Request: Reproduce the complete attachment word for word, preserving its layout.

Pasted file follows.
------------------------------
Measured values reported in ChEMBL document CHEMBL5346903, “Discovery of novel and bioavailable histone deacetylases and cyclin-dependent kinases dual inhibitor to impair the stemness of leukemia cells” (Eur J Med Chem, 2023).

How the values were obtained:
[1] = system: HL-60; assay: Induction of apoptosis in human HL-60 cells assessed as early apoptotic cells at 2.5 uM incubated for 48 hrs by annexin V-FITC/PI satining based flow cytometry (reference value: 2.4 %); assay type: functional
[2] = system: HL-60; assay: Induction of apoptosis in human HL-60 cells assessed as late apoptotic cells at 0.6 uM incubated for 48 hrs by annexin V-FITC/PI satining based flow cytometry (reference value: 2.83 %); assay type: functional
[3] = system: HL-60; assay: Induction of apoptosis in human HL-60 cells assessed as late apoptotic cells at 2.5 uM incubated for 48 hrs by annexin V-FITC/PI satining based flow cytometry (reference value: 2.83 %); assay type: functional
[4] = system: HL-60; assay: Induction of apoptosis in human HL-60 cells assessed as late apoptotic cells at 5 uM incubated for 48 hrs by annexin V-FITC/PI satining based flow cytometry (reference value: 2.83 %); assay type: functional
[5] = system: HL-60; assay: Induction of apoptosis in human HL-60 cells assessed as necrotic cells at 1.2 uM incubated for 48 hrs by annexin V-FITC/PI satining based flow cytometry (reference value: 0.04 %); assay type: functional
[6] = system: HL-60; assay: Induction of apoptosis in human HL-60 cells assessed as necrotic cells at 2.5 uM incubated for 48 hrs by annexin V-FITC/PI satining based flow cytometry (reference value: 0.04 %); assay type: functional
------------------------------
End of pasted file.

Measured values reported in ChEMBL document CHEMBL5346903, “Discovery of novel and bioavailable histone deacetylases and cyclin-dependent kinases dual inhibitor to impair the stemness of leukemia cells” (Eur J Med Chem, 2023).

How the values were obtained:
[1] = system: HL-60; assay: Induction of apoptosis in human HL-60 cells assessed as early apoptotic cells at 2.5 uM incubated for 48 hrs by annexin V-FITC/PI satining based flow cytometry (reference value: 2.4 %); assay type: functional
[2] = system: HL-60; assay: Induction of apoptosis in human HL-60 cells assessed as late apoptotic cells at 0.6 uM incubated for 48 hrs by annexin V-FITC/PI satining based flow cytometry (reference value: 2.83 %); assay type: functional
[3] = system: HL-60; assay: Induction of apoptosis in human HL-60 cells assessed as late apoptotic cells at 2.5 uM incubated for 48 hrs by annexin V-FITC/PI satining based flow cytometry (reference value: 2.83 %); assay type: functional
[4] = system: HL-60; assay: Induction of apoptosis in human HL-60 cells assessed as late apoptotic cells at 5 uM incubated for 48 hrs by annexin V-FITC/PI satining based flow cytometry (reference value: 2.83 %); assay type: functional
[5] = system: HL-60; assay: Induction of apoptosis in human HL-60 cells assessed as necrotic cells at 1.2 uM incubated for 48 hrs by annexin V-FITC/PI satining based flow cytometry (reference value: 0.04 %); assay type: functional
[6] = system: HL-60; assay: Induction of apoptosis in human HL-60 cells assessed as necrotic cells at 2.5 uM incubated for 48 hrs by annexin V-FITC/PI satining based flow cytometry (reference value: 0.04 %); assay type: functional